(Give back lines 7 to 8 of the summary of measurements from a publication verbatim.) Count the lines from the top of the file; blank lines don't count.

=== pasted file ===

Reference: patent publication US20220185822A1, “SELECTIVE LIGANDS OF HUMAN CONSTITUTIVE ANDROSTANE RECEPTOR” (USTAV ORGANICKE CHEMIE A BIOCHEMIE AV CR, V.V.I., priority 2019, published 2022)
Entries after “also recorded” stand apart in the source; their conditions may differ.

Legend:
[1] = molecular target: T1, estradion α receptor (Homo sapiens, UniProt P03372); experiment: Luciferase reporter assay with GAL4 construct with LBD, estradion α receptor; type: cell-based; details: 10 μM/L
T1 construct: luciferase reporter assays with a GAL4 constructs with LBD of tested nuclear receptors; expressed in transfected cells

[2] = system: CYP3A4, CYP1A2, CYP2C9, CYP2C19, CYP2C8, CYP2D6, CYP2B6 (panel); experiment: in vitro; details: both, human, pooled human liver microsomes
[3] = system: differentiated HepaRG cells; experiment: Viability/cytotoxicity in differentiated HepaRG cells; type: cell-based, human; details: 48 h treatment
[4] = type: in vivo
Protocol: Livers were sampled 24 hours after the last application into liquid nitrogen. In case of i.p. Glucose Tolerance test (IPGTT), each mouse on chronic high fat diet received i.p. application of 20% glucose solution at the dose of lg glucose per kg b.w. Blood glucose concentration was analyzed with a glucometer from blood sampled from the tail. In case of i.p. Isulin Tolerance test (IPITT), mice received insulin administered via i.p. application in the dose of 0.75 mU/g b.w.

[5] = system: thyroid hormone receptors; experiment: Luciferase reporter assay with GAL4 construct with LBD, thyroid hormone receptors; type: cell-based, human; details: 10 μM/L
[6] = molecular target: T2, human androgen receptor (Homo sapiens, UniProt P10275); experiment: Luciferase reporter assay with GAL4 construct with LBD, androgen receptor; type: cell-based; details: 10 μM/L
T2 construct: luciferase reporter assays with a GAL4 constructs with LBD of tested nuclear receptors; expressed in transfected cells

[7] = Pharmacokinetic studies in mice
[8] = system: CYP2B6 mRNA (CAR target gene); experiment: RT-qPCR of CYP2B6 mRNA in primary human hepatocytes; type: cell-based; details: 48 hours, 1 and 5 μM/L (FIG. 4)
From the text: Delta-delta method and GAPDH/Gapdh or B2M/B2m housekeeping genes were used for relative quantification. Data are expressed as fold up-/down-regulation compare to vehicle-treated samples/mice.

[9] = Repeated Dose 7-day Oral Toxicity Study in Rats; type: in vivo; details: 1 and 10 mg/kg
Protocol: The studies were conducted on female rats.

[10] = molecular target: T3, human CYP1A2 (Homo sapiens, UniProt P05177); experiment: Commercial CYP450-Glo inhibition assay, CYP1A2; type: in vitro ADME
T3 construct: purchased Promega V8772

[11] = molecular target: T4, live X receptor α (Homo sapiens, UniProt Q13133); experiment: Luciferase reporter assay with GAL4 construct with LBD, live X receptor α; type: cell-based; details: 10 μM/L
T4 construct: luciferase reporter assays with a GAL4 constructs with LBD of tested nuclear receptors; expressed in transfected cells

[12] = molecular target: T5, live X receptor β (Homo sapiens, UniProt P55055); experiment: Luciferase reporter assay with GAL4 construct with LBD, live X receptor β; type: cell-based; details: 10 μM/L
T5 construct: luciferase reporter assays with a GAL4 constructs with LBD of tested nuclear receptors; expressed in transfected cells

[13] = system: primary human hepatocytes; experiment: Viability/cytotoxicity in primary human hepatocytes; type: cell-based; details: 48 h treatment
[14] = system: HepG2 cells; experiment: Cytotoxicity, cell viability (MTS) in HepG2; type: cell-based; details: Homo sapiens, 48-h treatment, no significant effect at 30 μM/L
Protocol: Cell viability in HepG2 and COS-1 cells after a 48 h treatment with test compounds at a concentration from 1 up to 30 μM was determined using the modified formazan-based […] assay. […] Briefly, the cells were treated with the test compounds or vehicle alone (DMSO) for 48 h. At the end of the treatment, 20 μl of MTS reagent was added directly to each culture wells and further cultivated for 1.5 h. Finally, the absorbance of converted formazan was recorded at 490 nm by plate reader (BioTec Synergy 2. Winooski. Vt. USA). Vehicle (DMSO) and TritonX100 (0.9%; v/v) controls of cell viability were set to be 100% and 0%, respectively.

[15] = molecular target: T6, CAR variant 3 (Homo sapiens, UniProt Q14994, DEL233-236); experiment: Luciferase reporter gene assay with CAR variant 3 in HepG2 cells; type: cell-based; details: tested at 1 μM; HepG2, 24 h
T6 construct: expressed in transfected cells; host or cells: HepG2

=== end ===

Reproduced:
[3] = system: differentiated HepaRG cells; experiment: Viability/cytotoxicity in differentiated HepaRG cells; type: cell-based, human; details: 48 h treatment
[4] = type: in vivo